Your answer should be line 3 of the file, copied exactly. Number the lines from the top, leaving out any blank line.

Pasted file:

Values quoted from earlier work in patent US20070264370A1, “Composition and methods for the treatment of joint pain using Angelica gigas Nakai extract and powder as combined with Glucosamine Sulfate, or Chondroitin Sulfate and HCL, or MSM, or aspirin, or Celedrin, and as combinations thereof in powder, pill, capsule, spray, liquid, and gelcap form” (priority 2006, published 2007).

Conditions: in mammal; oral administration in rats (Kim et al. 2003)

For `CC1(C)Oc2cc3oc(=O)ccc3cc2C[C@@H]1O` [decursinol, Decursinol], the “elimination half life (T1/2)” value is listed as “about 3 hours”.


For `CC1(C)Oc2cc3oc(=O)ccc3cc2C[C@@H]1O` [decursinol, Decursinol], the “elimination half life (T1/2)” value is listed as “about 3 hours”.